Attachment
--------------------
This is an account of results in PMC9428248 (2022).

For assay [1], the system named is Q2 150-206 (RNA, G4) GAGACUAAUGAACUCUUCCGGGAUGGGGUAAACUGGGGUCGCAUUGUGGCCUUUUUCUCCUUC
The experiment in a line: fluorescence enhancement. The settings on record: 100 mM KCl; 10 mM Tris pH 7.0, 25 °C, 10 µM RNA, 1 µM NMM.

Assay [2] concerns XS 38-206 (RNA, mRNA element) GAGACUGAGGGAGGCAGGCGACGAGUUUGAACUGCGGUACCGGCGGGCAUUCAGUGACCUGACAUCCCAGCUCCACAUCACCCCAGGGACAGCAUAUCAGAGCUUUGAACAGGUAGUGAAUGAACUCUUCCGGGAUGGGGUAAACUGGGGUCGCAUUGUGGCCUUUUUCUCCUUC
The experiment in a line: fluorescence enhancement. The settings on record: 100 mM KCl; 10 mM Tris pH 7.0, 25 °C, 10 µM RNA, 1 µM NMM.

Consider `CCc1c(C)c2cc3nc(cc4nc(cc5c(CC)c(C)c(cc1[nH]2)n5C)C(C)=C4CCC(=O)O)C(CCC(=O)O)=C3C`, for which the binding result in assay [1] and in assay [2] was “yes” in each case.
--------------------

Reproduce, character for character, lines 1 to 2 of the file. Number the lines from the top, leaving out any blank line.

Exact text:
This is an account of results in PMC9428248 (2022).

For assay [1], the system named is Q2 150-206 (RNA, G4) GAGACUAAUGAACUCUUCCGGGAUGGGGUAAACUGGGGUCGCAUUGUGGCCUUUUUCUCCUUC